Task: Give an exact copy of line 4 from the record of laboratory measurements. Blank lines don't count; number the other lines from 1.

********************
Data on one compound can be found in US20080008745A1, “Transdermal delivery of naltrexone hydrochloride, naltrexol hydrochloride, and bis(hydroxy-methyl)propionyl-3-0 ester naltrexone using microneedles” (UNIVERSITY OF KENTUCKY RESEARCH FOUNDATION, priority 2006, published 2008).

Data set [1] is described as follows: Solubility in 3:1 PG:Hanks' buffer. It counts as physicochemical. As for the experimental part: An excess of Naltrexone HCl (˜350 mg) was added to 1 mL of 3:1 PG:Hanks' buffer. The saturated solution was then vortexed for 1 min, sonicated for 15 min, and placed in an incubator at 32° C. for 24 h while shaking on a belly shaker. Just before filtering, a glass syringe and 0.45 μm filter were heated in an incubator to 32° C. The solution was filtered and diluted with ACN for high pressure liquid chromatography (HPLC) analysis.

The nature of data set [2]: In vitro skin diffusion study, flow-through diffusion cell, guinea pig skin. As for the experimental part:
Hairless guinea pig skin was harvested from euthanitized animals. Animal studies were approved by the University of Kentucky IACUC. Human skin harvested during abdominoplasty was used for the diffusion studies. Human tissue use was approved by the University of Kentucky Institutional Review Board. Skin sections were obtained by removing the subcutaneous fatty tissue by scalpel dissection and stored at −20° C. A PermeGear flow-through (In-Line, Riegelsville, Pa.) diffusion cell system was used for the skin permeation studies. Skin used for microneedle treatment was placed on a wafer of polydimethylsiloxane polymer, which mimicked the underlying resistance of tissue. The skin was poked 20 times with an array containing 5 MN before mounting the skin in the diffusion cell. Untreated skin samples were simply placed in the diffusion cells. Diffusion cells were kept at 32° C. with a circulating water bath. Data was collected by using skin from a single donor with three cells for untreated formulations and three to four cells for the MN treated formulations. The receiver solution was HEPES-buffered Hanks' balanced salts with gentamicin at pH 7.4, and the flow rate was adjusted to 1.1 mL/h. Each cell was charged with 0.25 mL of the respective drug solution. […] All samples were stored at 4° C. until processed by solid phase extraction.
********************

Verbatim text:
Hairless guinea pig skin was harvested from euthanitized animals. Animal studies were approved by the University of Kentucky IACUC. Human skin harvested during abdominoplasty was used for the diffusion studies. Human tissue use was approved by the University of Kentucky Institutional Review Board. Skin sections were obtained by removing the subcutaneous fatty tissue by scalpel dissection and stored at −20° C. A PermeGear flow-through (In-Line, Riegelsville, Pa.) diffusion cell system was used for the skin permeation studies. Skin used for microneedle treatment was placed on a wafer of polydimethylsiloxane polymer, which mimicked the underlying resistance of tissue. The skin was poked 20 times with an array containing 5 MN before mounting the skin in the diffusion cell. Untreated skin samples were simply placed in the diffusion cells. Diffusion cells were kept at 32° C. with a circulating water bath. Data was collected by using skin from a single donor with three cells for untreated formulations and three to four cells for the MN treated formulations. The receiver solution was HEPES-buffered Hanks' balanced salts with gentamicin at pH 7.4, and the flow rate was adjusted to 1.1 mL/h. Each cell was charged with 0.25 mL of the respective drug solution. […] All samples were stored at 4° C. until processed by solid phase extraction.